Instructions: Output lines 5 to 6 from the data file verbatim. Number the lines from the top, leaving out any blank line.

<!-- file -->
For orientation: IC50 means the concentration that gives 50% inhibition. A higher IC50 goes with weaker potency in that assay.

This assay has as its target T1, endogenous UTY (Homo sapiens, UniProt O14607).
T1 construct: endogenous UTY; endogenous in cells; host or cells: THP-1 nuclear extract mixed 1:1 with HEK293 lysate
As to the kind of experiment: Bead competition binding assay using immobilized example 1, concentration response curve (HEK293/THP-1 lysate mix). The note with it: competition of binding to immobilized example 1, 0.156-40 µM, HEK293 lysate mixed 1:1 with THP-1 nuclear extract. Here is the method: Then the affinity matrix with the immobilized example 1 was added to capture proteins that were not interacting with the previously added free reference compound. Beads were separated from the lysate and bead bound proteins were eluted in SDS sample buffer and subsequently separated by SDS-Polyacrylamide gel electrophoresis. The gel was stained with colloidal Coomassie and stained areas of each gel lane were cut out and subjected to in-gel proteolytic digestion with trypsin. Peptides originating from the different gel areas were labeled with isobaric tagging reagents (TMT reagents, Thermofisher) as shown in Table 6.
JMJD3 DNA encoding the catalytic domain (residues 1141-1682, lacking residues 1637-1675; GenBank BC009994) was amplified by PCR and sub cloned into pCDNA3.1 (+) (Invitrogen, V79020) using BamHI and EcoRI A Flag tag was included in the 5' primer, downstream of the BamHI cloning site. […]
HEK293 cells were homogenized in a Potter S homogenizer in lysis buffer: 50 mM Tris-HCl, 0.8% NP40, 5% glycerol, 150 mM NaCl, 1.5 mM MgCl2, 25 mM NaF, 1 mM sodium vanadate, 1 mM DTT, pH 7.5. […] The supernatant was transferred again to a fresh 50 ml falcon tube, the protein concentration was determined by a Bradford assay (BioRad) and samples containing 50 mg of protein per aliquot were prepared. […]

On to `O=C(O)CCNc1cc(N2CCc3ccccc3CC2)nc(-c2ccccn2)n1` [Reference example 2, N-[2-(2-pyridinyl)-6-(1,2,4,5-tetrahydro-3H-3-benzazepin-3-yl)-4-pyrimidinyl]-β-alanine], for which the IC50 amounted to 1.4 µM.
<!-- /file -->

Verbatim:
JMJD3 DNA encoding the catalytic domain (residues 1141-1682, lacking residues 1637-1675; GenBank BC009994) was amplified by PCR and sub cloned into pCDNA3.1 (+) (Invitrogen, V79020) using BamHI and EcoRI A Flag tag was included in the 5' primer, downstream of the BamHI cloning site. […]
HEK293 cells were homogenized in a Potter S homogenizer in lysis buffer: 50 mM Tris-HCl, 0.8% NP40, 5% glycerol, 150 mM NaCl, 1.5 mM MgCl2, 25 mM NaF, 1 mM sodium vanadate, 1 mM DTT, pH 7.5. […] The supernatant was transferred again to a fresh 50 ml falcon tube, the protein concentration was determined by a Bradford assay (BioRad) and samples containing 50 mg of protein per aliquot were prepared. […]